The Avengers release grows ever closer as we take a look at the general public’s introduction to Marvel’s Norse god Thor. We find inspiration in Thor’s each-day-at-a-time attitude. We dig into the similarities between Shakespeare’s plays and comic superhero stories, concluding that superhero tales may have a much longer lifespan of cultural significance than many suspect. And we run down the week in geek, including hope for new Star Trek on TV and a re-imagining of one of Audra and Chuck’s favorite XBox console games, Baldur’s Gate.
First off – it is great to be back. I have been away for a couple years. I was listening during the original run of BSG. Yours was actually one of the first podcasts I subscribed to when I got an iPod for the first time. I was browsing the iTunes store, and saw the podcast listed, and thought I would take a listen. Glad I did.
Audra – The object of your desire from John Carter was one of the main characters in the Texas football based “Friday Night Lights” TV show. That show grabbed my son’s attention, which eventually led to him deciding that he wants to get the heck out of California and go to UT Austin. You may want to check it out (on Netflix streaming).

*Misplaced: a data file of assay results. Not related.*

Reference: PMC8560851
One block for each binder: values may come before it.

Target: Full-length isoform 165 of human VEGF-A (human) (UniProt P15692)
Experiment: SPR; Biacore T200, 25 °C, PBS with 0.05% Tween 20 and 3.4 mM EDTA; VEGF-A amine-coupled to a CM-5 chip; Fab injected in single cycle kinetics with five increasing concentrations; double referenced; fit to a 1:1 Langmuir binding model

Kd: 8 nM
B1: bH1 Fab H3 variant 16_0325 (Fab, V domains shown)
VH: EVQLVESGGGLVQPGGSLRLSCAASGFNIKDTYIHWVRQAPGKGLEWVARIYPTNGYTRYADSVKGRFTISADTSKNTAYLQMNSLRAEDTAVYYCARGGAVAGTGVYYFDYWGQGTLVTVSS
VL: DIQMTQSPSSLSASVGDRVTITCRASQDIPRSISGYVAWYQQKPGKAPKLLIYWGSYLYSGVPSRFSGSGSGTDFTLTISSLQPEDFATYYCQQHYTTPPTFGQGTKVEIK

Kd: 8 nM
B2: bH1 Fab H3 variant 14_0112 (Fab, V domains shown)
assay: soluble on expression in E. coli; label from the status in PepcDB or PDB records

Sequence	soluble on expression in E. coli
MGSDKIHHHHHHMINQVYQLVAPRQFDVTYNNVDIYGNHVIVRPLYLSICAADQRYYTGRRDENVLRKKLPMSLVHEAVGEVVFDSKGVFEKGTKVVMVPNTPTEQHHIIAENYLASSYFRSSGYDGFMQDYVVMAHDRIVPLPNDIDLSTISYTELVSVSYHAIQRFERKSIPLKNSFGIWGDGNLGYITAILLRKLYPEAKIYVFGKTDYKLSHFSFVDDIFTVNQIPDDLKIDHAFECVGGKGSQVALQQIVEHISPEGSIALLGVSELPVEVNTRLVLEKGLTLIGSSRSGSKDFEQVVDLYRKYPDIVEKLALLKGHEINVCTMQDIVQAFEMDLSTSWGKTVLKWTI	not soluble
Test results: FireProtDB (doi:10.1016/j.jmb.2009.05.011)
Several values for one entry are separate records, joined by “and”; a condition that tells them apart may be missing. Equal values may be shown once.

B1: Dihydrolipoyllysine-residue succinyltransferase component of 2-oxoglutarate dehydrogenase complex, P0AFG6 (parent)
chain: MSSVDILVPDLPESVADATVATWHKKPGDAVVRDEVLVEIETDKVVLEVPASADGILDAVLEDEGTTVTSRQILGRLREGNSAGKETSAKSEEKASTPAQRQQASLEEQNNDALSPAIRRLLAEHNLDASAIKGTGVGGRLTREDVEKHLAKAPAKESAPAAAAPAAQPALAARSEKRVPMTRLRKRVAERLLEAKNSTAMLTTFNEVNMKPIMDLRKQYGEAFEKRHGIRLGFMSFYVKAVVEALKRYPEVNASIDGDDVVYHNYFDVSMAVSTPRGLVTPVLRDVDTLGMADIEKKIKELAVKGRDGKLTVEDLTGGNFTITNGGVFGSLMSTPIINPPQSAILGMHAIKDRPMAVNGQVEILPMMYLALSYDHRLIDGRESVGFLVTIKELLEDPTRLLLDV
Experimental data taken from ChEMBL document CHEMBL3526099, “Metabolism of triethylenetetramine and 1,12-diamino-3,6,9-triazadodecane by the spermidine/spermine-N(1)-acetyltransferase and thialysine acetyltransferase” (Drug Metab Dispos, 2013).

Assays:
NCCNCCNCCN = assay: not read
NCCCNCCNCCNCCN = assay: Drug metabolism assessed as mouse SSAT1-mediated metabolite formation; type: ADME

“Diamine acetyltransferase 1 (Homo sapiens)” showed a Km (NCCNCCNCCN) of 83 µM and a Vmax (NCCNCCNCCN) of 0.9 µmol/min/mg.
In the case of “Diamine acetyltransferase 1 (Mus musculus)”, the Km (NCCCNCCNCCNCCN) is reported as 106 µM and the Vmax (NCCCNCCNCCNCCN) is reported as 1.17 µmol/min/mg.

On the topic of the transition from a book to film. I remember Michael Crichton being interviewed for the movie “Timeline” which was transitioned from a book he wrote. I think he said something to the effect that often it must be different. In the book, he spent about 50 pages developing the background of the time travel technology, and why there were “transcription errors” when traveling back and forth. In the movie, there was one line to describe all this technology “It’s like a fax machine.” Chricton said he would bore a movie audience to death if he tried to stay true to the book. So the book and the movie were different. And that was ok.
Similar with Hunger Games. So much of the book is exploring what Katniss is doing and thinking as she goes through the story. Most of this is without any dialog with other characters, so there really is no opportunity to stay true to the book without being awkward. In the book, there really is little attention paid to the Gamemaker (Seneca Crane) or all the stuff that is going on behind the scenes to make the games happen. However, this is a portion of the movie. Same thing. Book is different than the movie, and both (in this case) are pretty good.
Take care, and I will be less a stranger.
Mark in Sandy Eggo